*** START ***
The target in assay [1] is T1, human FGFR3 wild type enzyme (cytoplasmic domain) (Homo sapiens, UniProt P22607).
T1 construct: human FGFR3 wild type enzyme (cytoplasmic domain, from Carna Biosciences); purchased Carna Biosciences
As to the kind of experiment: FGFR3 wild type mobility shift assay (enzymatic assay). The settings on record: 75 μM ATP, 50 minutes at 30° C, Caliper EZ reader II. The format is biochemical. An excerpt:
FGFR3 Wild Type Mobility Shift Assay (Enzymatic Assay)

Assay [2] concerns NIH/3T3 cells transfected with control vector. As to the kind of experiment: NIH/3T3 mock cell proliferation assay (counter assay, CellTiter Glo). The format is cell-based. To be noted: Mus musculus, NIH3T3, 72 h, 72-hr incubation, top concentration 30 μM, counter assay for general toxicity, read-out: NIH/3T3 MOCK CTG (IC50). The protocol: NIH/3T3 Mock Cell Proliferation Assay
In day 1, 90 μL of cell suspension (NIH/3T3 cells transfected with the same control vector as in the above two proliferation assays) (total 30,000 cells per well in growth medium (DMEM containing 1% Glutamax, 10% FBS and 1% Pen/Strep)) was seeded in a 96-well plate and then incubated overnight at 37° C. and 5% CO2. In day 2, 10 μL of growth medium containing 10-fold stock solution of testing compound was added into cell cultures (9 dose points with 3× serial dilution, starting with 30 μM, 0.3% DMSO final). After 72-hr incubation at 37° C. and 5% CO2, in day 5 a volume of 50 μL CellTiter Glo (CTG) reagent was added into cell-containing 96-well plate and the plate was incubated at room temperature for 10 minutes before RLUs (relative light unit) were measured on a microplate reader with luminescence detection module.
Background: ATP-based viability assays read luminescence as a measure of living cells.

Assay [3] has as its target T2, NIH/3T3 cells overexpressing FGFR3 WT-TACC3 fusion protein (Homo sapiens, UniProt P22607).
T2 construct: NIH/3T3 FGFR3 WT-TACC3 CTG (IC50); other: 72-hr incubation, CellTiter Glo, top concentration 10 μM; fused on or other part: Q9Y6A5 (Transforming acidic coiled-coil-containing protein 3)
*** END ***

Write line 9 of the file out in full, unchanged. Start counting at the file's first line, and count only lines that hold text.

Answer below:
T2 construct: NIH/3T3 FGFR3 WT-TACC3 CTG (IC50); other: 72-hr incubation, CellTiter Glo, top concentration 10 μM; fused on or other part: Q9Y6A5 (Transforming acidic coiled-coil-containing protein 3)